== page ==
Her images are at once beautiful and sad. They feel like when you can't remember the details of a dream but you can remember the emotional content. You feel like you have lost something, but the visual exchange gives you something back. Its rare than an image will stick so hard in my head but that I can't hold onto the information. The image was seared into my mind the second I saw it, but I was too involved with other things to really pay attention. I never saw the show at the museum. I remembered the image and had thought about it often until last year's Volta fair where a gallery from Berlin was highlighting her works. I was very excited to see someone commit to her creations that way.

So I was very sad to find out today that on November 11, 2008 Baran passed away at the age of 33 due to complications from seizures. I felt like I was just rediscovering her works and now the feel lost again. She will be missed.

Tracey Baran, I Miss You Already, 2004

Thursday, February 19, 2009

Conger at Boyd

Hey Kids.

I know. You're thinking, hey, why all the doom and gloom over the economy, Aaron? And you're right.

So today I'm going to highlight Roy Boyd. Roy exemplifies how I hope to do business and he's the very definition of honesty. I really love him. I walked over to his gallery the other day to do some brain-picking and he said, "It's been a while, hasn't it."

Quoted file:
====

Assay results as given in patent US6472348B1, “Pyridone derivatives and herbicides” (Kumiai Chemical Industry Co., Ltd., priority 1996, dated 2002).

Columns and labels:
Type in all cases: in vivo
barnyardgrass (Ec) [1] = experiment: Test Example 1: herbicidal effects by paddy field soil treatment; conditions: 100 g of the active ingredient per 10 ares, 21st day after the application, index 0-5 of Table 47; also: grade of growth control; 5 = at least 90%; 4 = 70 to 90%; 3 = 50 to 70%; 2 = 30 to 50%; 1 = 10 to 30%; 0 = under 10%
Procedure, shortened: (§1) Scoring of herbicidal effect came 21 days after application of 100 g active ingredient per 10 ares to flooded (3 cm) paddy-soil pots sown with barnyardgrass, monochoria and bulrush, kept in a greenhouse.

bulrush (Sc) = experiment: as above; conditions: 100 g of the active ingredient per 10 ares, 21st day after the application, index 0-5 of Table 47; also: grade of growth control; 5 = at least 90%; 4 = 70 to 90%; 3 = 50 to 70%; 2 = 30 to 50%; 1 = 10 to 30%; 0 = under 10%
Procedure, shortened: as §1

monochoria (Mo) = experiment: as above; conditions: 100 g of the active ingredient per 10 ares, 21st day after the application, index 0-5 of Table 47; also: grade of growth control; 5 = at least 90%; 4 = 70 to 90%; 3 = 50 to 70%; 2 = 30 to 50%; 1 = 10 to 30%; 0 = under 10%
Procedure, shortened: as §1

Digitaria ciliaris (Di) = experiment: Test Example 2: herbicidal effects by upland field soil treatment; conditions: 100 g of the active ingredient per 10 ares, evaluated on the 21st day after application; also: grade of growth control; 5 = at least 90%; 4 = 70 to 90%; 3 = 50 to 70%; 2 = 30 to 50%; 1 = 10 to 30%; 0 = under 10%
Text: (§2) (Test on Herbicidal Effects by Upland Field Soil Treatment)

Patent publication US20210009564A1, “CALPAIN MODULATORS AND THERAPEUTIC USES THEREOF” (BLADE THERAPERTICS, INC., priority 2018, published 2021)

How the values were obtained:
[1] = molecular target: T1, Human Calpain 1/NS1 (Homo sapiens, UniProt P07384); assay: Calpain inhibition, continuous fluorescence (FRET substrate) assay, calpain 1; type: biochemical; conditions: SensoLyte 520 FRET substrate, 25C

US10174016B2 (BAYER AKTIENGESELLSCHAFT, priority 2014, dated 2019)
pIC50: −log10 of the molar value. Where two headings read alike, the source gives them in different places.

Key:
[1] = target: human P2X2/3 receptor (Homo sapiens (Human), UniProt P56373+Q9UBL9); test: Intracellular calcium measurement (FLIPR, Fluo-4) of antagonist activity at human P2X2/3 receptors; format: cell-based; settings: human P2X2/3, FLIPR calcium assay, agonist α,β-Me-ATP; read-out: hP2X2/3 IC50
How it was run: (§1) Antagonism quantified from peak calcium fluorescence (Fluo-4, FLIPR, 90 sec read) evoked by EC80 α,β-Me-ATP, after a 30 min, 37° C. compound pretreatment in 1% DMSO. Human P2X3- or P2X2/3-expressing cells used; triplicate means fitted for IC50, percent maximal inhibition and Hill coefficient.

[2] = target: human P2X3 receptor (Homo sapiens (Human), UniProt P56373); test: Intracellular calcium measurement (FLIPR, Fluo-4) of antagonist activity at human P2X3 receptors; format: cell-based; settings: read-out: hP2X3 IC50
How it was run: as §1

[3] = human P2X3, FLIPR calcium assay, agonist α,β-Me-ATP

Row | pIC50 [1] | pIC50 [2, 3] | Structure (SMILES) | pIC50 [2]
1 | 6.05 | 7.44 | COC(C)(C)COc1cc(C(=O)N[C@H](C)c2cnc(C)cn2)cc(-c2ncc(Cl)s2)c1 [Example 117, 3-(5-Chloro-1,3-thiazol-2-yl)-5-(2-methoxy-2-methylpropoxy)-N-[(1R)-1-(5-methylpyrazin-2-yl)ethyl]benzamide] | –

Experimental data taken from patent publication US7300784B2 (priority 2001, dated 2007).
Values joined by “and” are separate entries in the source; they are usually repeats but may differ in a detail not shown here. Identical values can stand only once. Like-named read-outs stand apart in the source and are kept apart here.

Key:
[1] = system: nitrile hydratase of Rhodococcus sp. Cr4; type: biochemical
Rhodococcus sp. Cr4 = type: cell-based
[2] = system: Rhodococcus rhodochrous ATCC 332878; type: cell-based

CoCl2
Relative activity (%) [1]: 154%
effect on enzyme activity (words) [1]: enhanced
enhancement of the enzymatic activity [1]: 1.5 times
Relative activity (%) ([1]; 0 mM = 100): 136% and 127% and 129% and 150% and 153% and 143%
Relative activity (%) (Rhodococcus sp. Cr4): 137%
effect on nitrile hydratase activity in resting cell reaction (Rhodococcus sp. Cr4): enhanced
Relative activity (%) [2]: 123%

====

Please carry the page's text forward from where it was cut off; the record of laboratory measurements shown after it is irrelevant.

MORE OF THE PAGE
It had been and I'm going to do my best to remedy that situation. He is one of the most valuable piece of the Chicago art puzzle and I'm going to make it a real habit of walking through his doors on a regular basis.

Right now he's got William Conger up. Will is a guy who's been around for a while. In fact the Cultural Center has a congruent show of his that spans 50 years of his career. Roy's numbers are pretty impressive as well, having represented Will for 25 years. And oh, my, the red dots. They make me happy. They prove that people are buying. That's what I like to see.

Conger's works are not the kind of abstraction that beat you over the head. In fact, I've seen people walk far too fast by them, thinking they've managed to deconstruct them in stride. They are unassuming, but there's a lot of thought put towards those marks. There are large sections of skillfully blended values buttressing sharp curving lines that look like negative-space flowers or modern stained glass. There are works that feel like you mixed Calder with Mondrian and threw some mathematics at it. They are fun. And that's nice. Easy on the eyes.